How many cars are there on each of those blocks. Actually on average, because the block between Altgeld and Fullerton (picture at right) is likely totally jammed at 8:30 am as the three way corner with Clybourn and Fullerton is a bottleneck for south bound Ashland. But then the block over the river is likely mostly empty going south. Looking at the current Google Satellite picture of that block on the southbound side one can count 40ish cars there with plenty of space for another ten to twenty more. It’s an afternoon shot.

So lets assume for the blocks going south of Wrightwood we have 50, 60, 30, 40, 50 and the next half block 30 or 260 for five and a half blocks, or 47 average per block. Lets call it 50. Kaeser would have us add another 12.5 people for his 1.25 people per car. Ok so lets compromise and say 60 non-bus users on each block. That’s a usage rate of 14% bus and 86% non-bus. (10/70 and 60/70)

So which numbers do we use? The 7% and 93% or the 14% and 86%. I say we use the 14/86 numbers because the potential for carmageddon is during the rush hours. Therefore the numbers derived from our eyeballing the street at an instant of time in the morning are more relevant in assessing this carmageddon.

Take Away: 86% car, 14% bus

Appendix C: cjlane percents

Disqus user cjlane: ->
"nearly half the travelers on the street"

“Look upthread at the chart of the ridership of the 9--the peak in any stretch is 6,000 per day. Credit BRT with a 50% increase (which is beyond the projections I have seen) and you get peak daily ridership of 9,000 in the busiest stretch. The busiest stretches for total vehicles are presently around 36,000 per day. Multiple that by 1.5/vehicle (happy to use a better factor, if you have one) you have peak PEOPLE traveling on Ashland of 54,000 (not counting transit riders).
BRT improves travel times for 15% of users, while degrading it for 85%.”

Now I would use Tom Fraesers number of 1.25 riders per car. That would give us 45,000 car riders or 51,000 total current users at the busiest times. 6/51 = 12% and 45/51 = 88%. So his numbers are close to my model.

Take Away: 88% car, 12% bus riders

How is the Street Being Used

Appendix D: Current Street Usage by Geometry

Now for something completely different lets run some assumptions over street usage. For this I am creating two categories, exclusive usage and shared usage. In the end I will pretty much ignore the difference and just do calculations using the total of the two. But it’s still an interesting exercise.

As an example of exclusive usage picture the sidewalk along the edge of the street. That’s a usage I would call exclusive for walkers or pedestrians. For shared usage picture the right hand travel lane. It is used by cars and buses both and trucks and bikes too. That’s a shared lane. Besides the sidewalk there are three other exclusive lane users: parked cars, left turning cars and trees. For our purposes I consider trucks and cars synonymous users. And because the street is so hostile for bikers I consider them non-users. Therefore since buses effectively never turn left, I consider the partial left turn lane exclusive use by cars. Likewise you never see a parked bus (yes except breakdowns, come on we can ignore that here as well.) And trees, well, of course, nobody but the birds and squirrels share that space, so again exclusive.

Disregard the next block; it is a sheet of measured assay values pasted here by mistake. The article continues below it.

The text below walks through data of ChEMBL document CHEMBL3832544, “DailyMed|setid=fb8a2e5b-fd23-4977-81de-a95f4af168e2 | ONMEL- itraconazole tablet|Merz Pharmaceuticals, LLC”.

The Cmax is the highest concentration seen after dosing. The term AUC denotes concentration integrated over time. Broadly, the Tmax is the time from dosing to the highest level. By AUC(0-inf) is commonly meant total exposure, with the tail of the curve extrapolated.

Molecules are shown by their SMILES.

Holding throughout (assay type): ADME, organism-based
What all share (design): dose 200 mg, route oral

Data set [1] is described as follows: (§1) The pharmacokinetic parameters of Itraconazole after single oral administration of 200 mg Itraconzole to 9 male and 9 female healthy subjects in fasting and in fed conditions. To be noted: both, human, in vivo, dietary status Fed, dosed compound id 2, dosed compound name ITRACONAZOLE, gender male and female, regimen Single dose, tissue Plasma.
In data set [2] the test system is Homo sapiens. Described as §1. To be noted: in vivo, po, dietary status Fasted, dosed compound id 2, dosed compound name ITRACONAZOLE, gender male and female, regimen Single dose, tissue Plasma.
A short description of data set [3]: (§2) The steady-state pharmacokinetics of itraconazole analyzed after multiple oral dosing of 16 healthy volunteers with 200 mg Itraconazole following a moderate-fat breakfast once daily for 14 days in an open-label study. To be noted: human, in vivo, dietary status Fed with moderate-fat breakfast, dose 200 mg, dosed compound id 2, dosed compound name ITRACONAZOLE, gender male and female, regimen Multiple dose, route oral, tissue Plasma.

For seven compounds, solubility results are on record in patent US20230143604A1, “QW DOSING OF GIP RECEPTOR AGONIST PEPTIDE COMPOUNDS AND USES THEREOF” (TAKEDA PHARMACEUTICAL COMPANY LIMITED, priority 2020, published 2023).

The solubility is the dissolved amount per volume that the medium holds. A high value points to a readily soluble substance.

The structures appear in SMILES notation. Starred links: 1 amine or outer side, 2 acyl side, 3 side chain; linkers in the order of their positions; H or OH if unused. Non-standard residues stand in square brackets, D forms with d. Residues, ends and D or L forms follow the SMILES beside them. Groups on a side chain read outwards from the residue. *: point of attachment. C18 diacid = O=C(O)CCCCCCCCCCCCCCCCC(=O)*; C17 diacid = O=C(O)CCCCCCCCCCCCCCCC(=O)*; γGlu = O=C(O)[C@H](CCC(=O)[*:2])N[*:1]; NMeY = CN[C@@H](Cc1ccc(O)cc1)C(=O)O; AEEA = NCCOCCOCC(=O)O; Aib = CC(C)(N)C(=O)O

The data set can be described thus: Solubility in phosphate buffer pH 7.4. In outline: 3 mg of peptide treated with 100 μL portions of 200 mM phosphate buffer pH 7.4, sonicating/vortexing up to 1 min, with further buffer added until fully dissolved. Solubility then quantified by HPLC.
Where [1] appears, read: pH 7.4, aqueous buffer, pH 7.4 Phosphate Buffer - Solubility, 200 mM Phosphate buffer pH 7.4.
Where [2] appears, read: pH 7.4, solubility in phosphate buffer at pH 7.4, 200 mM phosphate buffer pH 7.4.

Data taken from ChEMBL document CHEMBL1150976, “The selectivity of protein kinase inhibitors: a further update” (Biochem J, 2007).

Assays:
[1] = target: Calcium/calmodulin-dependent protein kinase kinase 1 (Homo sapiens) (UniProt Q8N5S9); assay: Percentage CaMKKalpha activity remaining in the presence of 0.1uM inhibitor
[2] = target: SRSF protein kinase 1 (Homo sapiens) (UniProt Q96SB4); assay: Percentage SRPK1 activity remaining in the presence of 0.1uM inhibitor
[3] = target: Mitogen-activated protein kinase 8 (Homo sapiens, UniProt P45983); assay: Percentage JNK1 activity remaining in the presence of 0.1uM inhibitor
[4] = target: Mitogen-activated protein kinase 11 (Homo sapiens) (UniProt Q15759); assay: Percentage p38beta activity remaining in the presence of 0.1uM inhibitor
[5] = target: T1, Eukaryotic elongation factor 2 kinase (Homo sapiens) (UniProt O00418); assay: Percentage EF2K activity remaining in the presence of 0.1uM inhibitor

Now going back to our snapshot view of the street as a static moment in time, I round the amount of space used by the various users to some tenth of a block. Therefore bus stops in the curb lane count as one tenth of a shared lane. It’s actually quite a bit less but a tenth is as low as I go. Remember there is only one bus per 5.5 blocks and when the bus is not there the space is shared by right turning cars. In the same vein I count the left turn lane as two tenths of an exclusive use lane. The other eight tenths is exclusive tree use lane.

I pretend that the curb lane is only half used for parking. The rest is shared use for…. Well really nothing but cars except the right turn lane which is not really all the other half. But whatever, it’s not really going to be important in the end because I will be using totals of shared and exclusive.

The big assumption is that the left travel lane is an exclusive lane for cars. Really it’s of little use for buses except for getting around double parkers etc.

Finally the sidewalk and parkway are half lanes in each direction for walkers and trees.

Here’s the table and the graph repeated from above after that:

Current Ashland Ave Lane Usage Assignments

Lane usage divided by Car + Bus (6.2)


If we ignore the other users besides buses and cars we have the following percentages:

Of the total 6.2 lanes used by buses and cars 3% is used by buses (0.2/6.2) while 97% is used by cars (6/6.2). Or to put it another way 14% of the users of the street get 3% of the street to use while 86% get 97% of the street.

To do a lane per user calculation we need to double the users above because we are counting both directions: one hundredths (.01) (.2 lanes divided by 20 riders) of a lane per bus rider and five hundredths (.05) of a lane (6 lanes / 120 riders) per car rider.

1/100ths of a lane per Bus rider - 5/100ths of a lane per Car rider. Car riders get 5 times the street space as bus riders.

Takeaway: 5 to 1 advantage car over bus.

Appendix E: Street usage with BRT

Here the difficulty is trying to figure out the headway between the buses and the number of riders on the bus. I assume that the buses go twice as fast as now and therefore half the buses will suffice for the same capacity as is transported now. So I assume a five and a half minute headway with an 11 block separation.